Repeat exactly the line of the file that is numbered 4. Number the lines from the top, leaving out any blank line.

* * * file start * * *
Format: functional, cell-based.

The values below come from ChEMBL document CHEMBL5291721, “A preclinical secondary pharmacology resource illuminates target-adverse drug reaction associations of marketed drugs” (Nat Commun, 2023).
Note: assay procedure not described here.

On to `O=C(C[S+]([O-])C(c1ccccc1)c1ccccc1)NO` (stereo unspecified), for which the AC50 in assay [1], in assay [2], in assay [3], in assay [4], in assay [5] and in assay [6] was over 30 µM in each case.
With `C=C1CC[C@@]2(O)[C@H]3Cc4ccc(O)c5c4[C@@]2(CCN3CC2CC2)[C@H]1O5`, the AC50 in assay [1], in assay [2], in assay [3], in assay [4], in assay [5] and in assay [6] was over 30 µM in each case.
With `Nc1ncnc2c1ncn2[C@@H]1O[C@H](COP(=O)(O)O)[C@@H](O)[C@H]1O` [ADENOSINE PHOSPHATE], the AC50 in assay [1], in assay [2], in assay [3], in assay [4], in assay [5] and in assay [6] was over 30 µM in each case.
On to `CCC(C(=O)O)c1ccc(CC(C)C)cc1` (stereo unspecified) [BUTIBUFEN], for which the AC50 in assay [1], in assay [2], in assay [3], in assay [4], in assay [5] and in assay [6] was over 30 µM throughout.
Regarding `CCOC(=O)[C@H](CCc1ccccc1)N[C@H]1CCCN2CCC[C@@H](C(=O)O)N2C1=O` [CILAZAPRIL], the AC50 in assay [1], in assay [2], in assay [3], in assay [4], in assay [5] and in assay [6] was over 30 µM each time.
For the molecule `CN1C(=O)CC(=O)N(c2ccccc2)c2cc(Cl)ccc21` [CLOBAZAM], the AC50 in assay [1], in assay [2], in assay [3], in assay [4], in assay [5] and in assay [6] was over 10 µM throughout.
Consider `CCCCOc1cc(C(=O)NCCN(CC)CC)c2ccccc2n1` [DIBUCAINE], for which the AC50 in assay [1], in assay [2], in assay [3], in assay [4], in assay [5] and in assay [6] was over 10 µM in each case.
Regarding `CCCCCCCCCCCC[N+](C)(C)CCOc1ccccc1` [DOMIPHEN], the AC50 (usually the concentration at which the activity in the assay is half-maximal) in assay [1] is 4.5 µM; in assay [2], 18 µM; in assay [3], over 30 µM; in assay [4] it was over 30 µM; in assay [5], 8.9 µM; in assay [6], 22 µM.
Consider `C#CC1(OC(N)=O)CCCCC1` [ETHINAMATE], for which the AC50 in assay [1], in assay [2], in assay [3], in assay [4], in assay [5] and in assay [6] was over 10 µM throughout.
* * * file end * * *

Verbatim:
On to `O=C(C[S+]([O-])C(c1ccccc1)c1ccccc1)NO` (stereo unspecified), for which the AC50 in assay [1], in assay [2], in assay [3], in assay [4], in assay [5] and in assay [6] was over 30 µM in each case.